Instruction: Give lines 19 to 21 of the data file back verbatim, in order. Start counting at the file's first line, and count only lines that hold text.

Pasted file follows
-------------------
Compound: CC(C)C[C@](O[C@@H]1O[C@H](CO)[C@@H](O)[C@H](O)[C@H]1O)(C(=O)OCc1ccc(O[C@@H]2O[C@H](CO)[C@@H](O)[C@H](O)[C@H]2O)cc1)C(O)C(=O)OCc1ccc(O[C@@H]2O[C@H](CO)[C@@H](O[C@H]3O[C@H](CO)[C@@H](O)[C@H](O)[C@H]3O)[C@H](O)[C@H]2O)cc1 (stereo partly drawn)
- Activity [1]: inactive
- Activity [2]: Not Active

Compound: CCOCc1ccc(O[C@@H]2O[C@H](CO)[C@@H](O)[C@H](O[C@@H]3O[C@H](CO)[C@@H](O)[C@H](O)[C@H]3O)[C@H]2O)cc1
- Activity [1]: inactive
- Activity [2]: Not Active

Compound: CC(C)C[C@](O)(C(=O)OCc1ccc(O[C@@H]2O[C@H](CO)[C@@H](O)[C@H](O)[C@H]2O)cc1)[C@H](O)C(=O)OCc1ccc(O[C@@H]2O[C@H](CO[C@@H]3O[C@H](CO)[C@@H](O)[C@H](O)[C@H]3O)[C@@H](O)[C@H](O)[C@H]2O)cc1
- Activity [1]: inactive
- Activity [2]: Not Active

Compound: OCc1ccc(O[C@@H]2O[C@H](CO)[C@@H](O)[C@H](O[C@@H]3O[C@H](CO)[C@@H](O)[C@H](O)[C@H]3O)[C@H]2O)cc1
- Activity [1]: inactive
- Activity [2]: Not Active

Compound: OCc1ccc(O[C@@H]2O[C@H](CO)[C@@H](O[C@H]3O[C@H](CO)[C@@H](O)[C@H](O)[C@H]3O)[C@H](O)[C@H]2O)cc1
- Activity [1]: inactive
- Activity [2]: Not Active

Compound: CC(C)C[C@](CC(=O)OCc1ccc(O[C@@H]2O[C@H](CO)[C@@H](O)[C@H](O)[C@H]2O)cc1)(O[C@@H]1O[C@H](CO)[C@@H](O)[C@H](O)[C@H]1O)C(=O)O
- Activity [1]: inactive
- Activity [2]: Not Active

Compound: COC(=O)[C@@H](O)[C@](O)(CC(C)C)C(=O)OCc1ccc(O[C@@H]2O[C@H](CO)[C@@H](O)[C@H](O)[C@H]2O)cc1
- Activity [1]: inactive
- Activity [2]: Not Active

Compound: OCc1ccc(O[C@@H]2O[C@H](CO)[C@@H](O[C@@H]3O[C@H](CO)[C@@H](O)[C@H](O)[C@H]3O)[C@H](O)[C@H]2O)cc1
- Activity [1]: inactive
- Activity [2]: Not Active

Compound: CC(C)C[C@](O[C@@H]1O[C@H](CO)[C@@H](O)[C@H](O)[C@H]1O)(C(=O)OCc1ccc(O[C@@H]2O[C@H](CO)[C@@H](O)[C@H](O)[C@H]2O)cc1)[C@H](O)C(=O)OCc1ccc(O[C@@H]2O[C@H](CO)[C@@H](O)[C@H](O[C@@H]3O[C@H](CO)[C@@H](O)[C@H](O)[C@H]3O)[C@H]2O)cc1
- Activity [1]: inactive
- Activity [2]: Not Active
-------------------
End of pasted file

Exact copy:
Compound: COC(=O)[C@@H](O)[C@](O)(CC(C)C)C(=O)OCc1ccc(O[C@@H]2O[C@H](CO)[C@@H](O)[C@H](O)[C@H]2O)cc1
- Activity [1]: inactive
- Activity [2]: Not Active